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# Energy Stored in a Capacitor

The energy stored in a capacitor is said to reside in the dielectric permeated by the electric field. Figure 2-17 shows a simple capacitor in which a charge of q coulombs is stored in the electric field. The top plate carries a net charge of +q coulombs and the bottom plate a net charge of - q coulombs. The voltage between the top plate and bottom plate of the capacitor is v volts.

 Figure 2-17. Capacitor with a charge

If a differential charge +dq is carried from the bottom plate to the top plate, there will be a differential increase of energy dw.

Let
E = electric field intensity at some point between the plates in volts per meter

Then dF = force on the differential charge dq expressed in newtons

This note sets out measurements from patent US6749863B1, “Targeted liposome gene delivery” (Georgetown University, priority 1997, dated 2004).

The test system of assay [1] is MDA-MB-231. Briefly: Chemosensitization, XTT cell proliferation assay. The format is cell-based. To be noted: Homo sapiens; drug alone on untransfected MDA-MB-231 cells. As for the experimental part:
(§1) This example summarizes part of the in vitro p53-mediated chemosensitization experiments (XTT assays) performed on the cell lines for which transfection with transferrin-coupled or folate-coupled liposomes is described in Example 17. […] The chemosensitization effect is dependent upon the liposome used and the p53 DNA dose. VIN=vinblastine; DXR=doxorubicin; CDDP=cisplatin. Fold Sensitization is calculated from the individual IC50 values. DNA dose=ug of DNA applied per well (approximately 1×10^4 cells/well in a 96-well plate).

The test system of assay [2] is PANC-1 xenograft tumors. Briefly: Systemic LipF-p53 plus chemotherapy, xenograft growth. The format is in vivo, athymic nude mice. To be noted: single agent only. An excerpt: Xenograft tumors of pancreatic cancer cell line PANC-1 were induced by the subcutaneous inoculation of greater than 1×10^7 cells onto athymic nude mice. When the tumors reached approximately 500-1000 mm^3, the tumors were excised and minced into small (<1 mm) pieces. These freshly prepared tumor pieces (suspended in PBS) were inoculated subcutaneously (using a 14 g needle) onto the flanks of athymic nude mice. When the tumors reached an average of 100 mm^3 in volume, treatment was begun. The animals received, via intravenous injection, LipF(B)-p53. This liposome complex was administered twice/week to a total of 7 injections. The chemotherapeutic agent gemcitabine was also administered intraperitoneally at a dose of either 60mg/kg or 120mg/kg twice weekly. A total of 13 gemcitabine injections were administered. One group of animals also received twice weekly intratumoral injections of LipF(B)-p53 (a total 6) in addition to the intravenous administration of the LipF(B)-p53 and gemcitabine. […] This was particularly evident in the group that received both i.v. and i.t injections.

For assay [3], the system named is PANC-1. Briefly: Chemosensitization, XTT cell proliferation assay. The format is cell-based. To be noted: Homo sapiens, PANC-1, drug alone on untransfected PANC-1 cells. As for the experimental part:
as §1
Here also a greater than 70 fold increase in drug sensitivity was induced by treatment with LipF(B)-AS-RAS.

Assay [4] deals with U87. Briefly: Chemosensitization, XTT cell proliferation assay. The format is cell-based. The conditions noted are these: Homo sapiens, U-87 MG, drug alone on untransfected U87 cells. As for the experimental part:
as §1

[2-47]

The differential energy required to carry the differential charge from the bottom plate to the top plate is given by the line integral along any path between the plates

 [2-48]

When Eq. 2-47 is substituted in Eq. 2-48 the result is

 [2-49]

However, the line integral of the electric field intensity along any path from one plate to the other gives the voltage between plates; hence

 [2-50]

Substitution of Eq. 2-50 in Eq. 2-49 yields

 [2-51]

In order to determine the energy required to store a charge q in the field of a capacitor when the capacitor is initially uncharged, Eq. 2-51 is integrated as follows

 [2-52]

but from Eq. 2-25 we get

 [2-53]

and from Eqs. 2-52 and 2-53 there results

 [2-54]

Making use of Eq. 2-53 in 2-54, we obtain the more commonly used expression for energy stored in a capacitor, i.e.

 [2-55]

Last Update: 2011-01-08